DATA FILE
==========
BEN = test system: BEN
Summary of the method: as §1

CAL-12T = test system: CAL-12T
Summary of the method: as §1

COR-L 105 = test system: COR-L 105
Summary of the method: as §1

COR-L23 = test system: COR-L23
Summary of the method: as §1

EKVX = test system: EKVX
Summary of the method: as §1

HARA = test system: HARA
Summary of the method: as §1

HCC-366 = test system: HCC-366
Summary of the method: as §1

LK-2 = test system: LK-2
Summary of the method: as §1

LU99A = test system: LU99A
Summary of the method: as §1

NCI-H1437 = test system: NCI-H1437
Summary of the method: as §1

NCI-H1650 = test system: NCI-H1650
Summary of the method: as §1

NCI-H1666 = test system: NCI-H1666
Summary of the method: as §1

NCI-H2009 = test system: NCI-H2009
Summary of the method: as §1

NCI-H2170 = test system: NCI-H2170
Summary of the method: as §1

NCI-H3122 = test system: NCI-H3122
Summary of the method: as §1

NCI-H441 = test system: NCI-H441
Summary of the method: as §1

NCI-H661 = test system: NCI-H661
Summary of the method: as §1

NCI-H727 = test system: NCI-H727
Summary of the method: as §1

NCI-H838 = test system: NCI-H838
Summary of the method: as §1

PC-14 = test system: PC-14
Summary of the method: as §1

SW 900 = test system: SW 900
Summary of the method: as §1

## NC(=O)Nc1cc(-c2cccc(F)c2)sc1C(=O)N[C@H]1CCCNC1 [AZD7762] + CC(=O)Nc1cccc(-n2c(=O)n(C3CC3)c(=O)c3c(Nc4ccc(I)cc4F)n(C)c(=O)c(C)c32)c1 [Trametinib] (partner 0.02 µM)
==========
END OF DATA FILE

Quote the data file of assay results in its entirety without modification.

BEN = test system: BEN
Summary of the method: as §1

CAL-12T = test system: CAL-12T
Summary of the method: as §1

COR-L 105 = test system: COR-L 105
Summary of the method: as §1

COR-L23 = test system: COR-L23
Summary of the method: as §1

EKVX = test system: EKVX
Summary of the method: as §1

HARA = test system: HARA
Summary of the method: as §1

HCC-366 = test system: HCC-366
Summary of the method: as §1

LK-2 = test system: LK-2
Summary of the method: as §1

LU99A = test system: LU99A
Summary of the method: as §1

NCI-H1437 = test system: NCI-H1437
Summary of the method: as §1

NCI-H1650 = test system: NCI-H1650
Summary of the method: as §1

NCI-H1666 = test system: NCI-H1666
Summary of the method: as §1

NCI-H2009 = test system: NCI-H2009
Summary of the method: as §1

NCI-H2170 = test system: NCI-H2170
Summary of the method: as §1

NCI-H3122 = test system: NCI-H3122
Summary of the method: as §1

NCI-H441 = test system: NCI-H441
Summary of the method: as §1

NCI-H661 = test system: NCI-H661
Summary of the method: as §1

NCI-H727 = test system: NCI-H727
Summary of the method: as §1

NCI-H838 = test system: NCI-H838
Summary of the method: as §1

PC-14 = test system: PC-14
Summary of the method: as §1

SW 900 = test system: SW 900
Summary of the method: as §1

## NC(=O)Nc1cc(-c2cccc(F)c2)sc1C(=O)N[C@H]1CCCNC1 [AZD7762] + CC(=O)Nc1cccc(-n2c(=O)n(C3CC3)c(=O)c3c(Nc4ccc(I)cc4F)n(C)c(=O)c(C)c32)c1 [Trametinib] (partner 0.02 µM)